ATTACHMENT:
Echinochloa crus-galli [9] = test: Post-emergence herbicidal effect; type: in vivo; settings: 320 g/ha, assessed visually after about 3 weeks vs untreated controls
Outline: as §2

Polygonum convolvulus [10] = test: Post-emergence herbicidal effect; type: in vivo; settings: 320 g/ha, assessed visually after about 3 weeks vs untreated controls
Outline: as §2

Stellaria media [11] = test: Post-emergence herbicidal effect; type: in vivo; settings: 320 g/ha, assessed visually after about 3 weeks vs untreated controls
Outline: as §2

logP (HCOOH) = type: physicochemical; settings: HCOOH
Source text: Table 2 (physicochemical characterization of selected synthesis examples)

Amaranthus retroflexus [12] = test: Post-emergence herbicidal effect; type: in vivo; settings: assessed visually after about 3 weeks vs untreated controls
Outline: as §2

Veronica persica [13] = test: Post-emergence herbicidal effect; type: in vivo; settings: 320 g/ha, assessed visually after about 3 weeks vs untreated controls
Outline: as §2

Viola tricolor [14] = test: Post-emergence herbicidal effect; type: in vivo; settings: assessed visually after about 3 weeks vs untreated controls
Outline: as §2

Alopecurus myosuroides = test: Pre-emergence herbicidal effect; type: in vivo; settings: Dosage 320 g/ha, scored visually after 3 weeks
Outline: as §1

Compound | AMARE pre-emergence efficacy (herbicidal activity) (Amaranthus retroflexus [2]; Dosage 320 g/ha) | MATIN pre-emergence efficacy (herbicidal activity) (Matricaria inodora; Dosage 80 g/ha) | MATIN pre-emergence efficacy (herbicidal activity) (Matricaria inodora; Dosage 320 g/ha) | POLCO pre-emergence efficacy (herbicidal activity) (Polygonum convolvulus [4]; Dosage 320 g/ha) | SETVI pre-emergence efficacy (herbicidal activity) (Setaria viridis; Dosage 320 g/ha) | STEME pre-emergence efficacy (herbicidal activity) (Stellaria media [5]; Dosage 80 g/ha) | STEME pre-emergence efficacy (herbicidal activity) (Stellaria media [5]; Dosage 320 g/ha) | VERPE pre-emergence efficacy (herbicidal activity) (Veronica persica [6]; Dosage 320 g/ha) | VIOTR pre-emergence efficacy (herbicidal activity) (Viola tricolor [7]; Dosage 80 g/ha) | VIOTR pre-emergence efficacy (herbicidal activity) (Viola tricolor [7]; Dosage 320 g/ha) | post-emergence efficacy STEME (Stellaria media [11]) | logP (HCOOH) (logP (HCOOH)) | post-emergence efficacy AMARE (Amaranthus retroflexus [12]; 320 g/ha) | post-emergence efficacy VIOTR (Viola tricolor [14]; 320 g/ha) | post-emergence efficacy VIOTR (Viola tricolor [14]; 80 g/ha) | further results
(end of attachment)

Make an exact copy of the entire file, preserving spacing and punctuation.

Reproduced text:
Echinochloa crus-galli [9] = test: Post-emergence herbicidal effect; type: in vivo; settings: 320 g/ha, assessed visually after about 3 weeks vs untreated controls
Outline: as §2

Polygonum convolvulus [10] = test: Post-emergence herbicidal effect; type: in vivo; settings: 320 g/ha, assessed visually after about 3 weeks vs untreated controls
Outline: as §2

Stellaria media [11] = test: Post-emergence herbicidal effect; type: in vivo; settings: 320 g/ha, assessed visually after about 3 weeks vs untreated controls
Outline: as §2

logP (HCOOH) = type: physicochemical; settings: HCOOH
Source text: Table 2 (physicochemical characterization of selected synthesis examples)

Amaranthus retroflexus [12] = test: Post-emergence herbicidal effect; type: in vivo; settings: assessed visually after about 3 weeks vs untreated controls
Outline: as §2

Veronica persica [13] = test: Post-emergence herbicidal effect; type: in vivo; settings: 320 g/ha, assessed visually after about 3 weeks vs untreated controls
Outline: as §2

Viola tricolor [14] = test: Post-emergence herbicidal effect; type: in vivo; settings: assessed visually after about 3 weeks vs untreated controls
Outline: as §2

Alopecurus myosuroides = test: Pre-emergence herbicidal effect; type: in vivo; settings: Dosage 320 g/ha, scored visually after 3 weeks
Outline: as §1

Compound | AMARE pre-emergence efficacy (herbicidal activity) (Amaranthus retroflexus [2]; Dosage 320 g/ha) | MATIN pre-emergence efficacy (herbicidal activity) (Matricaria inodora; Dosage 80 g/ha) | MATIN pre-emergence efficacy (herbicidal activity) (Matricaria inodora; Dosage 320 g/ha) | POLCO pre-emergence efficacy (herbicidal activity) (Polygonum convolvulus [4]; Dosage 320 g/ha) | SETVI pre-emergence efficacy (herbicidal activity) (Setaria viridis; Dosage 320 g/ha) | STEME pre-emergence efficacy (herbicidal activity) (Stellaria media [5]; Dosage 80 g/ha) | STEME pre-emergence efficacy (herbicidal activity) (Stellaria media [5]; Dosage 320 g/ha) | VERPE pre-emergence efficacy (herbicidal activity) (Veronica persica [6]; Dosage 320 g/ha) | VIOTR pre-emergence efficacy (herbicidal activity) (Viola tricolor [7]; Dosage 80 g/ha) | VIOTR pre-emergence efficacy (herbicidal activity) (Viola tricolor [7]; Dosage 320 g/ha) | post-emergence efficacy STEME (Stellaria media [11]) | logP (HCOOH) (logP (HCOOH)) | post-emergence efficacy AMARE (Amaranthus retroflexus [12]; 320 g/ha) | post-emergence efficacy VIOTR (Viola tricolor [14]; 320 g/ha) | post-emergence efficacy VIOTR (Viola tricolor [14]; 80 g/ha) | further results